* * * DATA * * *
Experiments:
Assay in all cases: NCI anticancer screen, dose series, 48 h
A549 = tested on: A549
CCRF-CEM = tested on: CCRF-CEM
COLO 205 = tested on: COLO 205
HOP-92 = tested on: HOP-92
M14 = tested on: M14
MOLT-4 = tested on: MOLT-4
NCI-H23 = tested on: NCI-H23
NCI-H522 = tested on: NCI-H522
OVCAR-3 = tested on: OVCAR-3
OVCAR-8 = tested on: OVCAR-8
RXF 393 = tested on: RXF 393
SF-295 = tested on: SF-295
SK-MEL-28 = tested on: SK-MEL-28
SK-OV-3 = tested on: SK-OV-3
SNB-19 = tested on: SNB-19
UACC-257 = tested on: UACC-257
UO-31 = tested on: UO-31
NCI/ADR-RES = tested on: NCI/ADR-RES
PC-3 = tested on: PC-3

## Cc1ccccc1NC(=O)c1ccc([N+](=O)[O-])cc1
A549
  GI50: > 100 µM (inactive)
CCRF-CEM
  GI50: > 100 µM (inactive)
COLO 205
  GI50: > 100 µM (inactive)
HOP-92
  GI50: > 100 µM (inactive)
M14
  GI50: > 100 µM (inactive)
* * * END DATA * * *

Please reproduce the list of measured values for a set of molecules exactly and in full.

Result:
Experiments:
Assay in all cases: NCI anticancer screen, dose series, 48 h
A549 = tested on: A549
CCRF-CEM = tested on: CCRF-CEM
COLO 205 = tested on: COLO 205
HOP-92 = tested on: HOP-92
M14 = tested on: M14
MOLT-4 = tested on: MOLT-4
NCI-H23 = tested on: NCI-H23
NCI-H522 = tested on: NCI-H522
OVCAR-3 = tested on: OVCAR-3
OVCAR-8 = tested on: OVCAR-8
RXF 393 = tested on: RXF 393
SF-295 = tested on: SF-295
SK-MEL-28 = tested on: SK-MEL-28
SK-OV-3 = tested on: SK-OV-3
SNB-19 = tested on: SNB-19
UACC-257 = tested on: UACC-257
UO-31 = tested on: UO-31
NCI/ADR-RES = tested on: NCI/ADR-RES
PC-3 = tested on: PC-3

## Cc1ccccc1NC(=O)c1ccc([N+](=O)[O-])cc1
A549
  GI50: > 100 µM (inactive)
CCRF-CEM
  GI50: > 100 µM (inactive)
COLO 205
  GI50: > 100 µM (inactive)
HOP-92
  GI50: > 100 µM (inactive)
M14
  GI50: > 100 µM (inactive)